April 16, 2006
Most people know that we’re living in the country. I was reminded again today how far out in the country we really are. When I woke up this morning, I noticed that the clock by our bed was blinking, which meant that the power had gone off overnight. It wasn’t until we saw my brother at church that we found out the reason. Alan had been called into the emergency room in the middle of the night to sew up the face of a young man who had an accident on the winding road that passes by the cattle gate that leads to our cabin. It seems that the young man had called a friend at 1 AM to say he was coming over to pick up a transmission. Let that thought rest in your mind for a moment. As Alan put it, “Only a 21-year-old kid would think to himself, ’Hey, it’s 1 AM. I’m going to go pick up a transmission from my buddy.’” He never made it because he was going too fast around one of the curves in the road when he came upon a deer. Instead of hitting the deer, he decided to drive into a ravine, hitting a pole, knocking out a transformer (and the electricity to our area), rearranging his facial geography in the process. Alan said the kid was laughing about it as he sewed him up.
This afternoon I decided to go for a quick bike ride. Because it was almost 6 PM, I decided not to ride the Natchez Trace, but instead followed that same country road. As I pedaled around a curve, I noticed something moving in the middle of the road. As I closer, I could see it was a snake of some kind. It wasn’t hurt or crushed, just very slowly making its way across the road. Passing it with maybe three feet to spare, I went around the curve and then thought to myself, “I should go back and look at it.” I think I thought that because I’ve watched that crocodile guy from Australia pick up snakes and talk about them. So I decided to go back and take a look at the snake. When I got there, the snake was moving across to the other side. It looked to be not quite three feet long. It’s head was up and the tongue was flicking this way and that. I didn’t stop but I could clearly see a diamond pattern on its skin. I think it was a rattlesnake but Alan said it might have been a copperhead. Here’s the eerie part. I pedaled past the snake and then turned around to have another look. It couldn’t have taken me more than ten seconds, but when I turned around, the snake had vanished. I rode up and down past the last point where I saw it, but the snake had disappeared into the grass. If you were walking on the shoulder, you wouldn’t see it until you stepped on it.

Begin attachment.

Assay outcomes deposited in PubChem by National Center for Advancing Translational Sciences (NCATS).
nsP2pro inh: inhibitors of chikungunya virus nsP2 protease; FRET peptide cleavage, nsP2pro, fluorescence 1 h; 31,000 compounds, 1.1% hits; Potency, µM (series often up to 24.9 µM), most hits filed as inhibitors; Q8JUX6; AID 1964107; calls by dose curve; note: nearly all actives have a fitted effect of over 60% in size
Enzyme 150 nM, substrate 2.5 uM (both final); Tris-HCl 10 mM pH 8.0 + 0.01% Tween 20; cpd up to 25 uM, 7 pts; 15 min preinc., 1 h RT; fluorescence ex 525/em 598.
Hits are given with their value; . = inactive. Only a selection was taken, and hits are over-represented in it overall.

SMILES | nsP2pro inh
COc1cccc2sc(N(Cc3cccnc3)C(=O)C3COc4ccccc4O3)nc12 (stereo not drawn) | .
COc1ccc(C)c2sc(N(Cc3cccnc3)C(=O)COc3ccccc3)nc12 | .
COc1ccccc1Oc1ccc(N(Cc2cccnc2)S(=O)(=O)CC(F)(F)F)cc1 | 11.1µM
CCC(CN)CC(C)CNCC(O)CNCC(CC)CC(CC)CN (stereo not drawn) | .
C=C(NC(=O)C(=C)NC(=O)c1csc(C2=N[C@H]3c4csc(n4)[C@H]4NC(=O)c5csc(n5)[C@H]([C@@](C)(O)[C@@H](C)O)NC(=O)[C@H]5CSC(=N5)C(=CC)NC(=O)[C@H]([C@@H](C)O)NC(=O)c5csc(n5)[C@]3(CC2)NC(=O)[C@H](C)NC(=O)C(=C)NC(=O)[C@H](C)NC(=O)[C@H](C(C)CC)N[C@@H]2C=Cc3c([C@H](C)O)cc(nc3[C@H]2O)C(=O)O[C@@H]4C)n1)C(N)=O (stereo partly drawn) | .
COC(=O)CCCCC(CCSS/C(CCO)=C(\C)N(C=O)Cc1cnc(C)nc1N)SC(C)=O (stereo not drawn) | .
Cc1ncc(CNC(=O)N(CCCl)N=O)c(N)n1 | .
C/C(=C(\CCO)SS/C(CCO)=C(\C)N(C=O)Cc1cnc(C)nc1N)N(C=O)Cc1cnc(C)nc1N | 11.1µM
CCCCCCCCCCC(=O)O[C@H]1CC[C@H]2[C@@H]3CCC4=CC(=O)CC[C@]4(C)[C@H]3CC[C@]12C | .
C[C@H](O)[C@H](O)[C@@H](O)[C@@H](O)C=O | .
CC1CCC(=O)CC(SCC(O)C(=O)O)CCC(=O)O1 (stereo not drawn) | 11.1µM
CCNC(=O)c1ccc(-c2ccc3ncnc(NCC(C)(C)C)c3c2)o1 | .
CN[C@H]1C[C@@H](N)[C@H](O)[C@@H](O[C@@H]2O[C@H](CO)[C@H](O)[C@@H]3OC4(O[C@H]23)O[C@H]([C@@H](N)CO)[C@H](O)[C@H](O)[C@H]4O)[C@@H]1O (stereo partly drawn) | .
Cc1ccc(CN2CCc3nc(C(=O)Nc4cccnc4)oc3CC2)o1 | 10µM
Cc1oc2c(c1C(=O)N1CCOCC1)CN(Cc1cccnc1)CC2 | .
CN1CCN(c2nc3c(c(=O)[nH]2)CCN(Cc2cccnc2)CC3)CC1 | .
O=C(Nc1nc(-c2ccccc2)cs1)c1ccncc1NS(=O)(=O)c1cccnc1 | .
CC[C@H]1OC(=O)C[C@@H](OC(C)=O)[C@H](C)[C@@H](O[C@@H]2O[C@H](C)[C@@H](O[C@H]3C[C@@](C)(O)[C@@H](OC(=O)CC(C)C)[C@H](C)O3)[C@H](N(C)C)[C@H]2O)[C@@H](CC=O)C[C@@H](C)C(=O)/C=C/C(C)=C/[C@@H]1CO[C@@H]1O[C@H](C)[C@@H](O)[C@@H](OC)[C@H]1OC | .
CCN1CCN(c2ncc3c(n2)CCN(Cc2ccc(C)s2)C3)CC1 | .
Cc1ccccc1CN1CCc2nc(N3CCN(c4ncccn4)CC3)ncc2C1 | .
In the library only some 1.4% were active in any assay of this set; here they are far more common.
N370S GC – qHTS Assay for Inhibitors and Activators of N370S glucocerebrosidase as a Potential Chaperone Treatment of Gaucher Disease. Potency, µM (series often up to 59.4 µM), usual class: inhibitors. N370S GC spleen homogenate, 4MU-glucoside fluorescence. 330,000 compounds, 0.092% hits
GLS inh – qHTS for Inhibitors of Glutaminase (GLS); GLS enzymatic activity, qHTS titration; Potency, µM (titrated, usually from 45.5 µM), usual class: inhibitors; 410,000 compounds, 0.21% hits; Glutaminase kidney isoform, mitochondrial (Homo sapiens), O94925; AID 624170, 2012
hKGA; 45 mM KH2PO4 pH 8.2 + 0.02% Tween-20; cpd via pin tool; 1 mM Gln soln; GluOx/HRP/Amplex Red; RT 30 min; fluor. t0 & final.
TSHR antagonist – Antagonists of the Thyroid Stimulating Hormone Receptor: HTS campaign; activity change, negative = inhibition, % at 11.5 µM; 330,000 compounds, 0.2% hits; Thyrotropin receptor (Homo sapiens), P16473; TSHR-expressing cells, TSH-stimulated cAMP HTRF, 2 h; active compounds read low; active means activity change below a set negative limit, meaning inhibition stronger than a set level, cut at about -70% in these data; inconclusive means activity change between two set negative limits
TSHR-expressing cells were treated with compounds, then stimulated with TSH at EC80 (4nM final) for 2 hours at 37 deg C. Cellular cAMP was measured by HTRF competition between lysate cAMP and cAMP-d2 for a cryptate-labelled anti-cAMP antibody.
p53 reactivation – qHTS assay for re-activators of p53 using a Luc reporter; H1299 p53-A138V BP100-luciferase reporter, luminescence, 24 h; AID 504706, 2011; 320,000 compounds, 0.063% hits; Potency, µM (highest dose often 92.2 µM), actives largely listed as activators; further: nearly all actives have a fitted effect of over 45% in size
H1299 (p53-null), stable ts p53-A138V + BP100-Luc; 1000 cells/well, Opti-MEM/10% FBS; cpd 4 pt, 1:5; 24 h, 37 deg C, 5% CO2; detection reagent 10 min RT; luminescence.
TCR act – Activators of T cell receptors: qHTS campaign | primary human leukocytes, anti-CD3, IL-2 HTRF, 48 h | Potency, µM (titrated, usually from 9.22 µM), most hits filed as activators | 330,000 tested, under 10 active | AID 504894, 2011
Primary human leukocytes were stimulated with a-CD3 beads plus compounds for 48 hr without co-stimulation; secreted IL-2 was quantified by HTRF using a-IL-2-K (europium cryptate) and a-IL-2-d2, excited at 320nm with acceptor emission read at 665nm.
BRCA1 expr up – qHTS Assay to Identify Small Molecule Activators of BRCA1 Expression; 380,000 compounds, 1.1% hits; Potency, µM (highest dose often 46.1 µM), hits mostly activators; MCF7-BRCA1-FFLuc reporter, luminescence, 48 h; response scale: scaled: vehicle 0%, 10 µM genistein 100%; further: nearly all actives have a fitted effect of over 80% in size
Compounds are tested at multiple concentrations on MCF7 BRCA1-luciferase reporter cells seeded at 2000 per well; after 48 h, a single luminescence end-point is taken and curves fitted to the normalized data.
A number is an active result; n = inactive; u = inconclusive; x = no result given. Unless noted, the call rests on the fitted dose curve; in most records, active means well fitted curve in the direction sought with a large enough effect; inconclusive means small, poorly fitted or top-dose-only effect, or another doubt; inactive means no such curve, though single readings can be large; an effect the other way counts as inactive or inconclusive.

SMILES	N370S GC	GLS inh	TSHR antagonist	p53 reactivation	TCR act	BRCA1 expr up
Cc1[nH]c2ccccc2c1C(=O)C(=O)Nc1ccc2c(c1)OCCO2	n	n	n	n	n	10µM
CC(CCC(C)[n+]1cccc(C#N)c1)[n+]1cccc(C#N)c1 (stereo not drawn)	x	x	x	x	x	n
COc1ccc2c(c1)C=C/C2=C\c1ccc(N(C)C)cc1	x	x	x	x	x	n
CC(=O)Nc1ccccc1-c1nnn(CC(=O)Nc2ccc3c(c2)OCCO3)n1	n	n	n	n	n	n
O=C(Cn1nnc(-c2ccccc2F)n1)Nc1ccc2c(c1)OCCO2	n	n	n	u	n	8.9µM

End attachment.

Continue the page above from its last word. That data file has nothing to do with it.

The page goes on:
The snakes are out, which is one sign that hot weather is on the way. Marlene said tonight that she’s seen more snakes in last few days than in the last 18 years. I don’t remember ever seeing a snake in Oak Park. Alan says that snakes hate sulfur so we’ve spread sulfur all around the cabin. He also said not to worry, he’s never seen a snake near the cabin.
There’s one other sign that things are heating up in Mississippi. The kudzu is coming back to life. Snakes and kudzu and kids who miss a deer and hit a transformer while on their way to pick up a transmission at 1 AM. It could make a good country music song. Sometimes I think I’m living in a Jeff Foxworthy routine.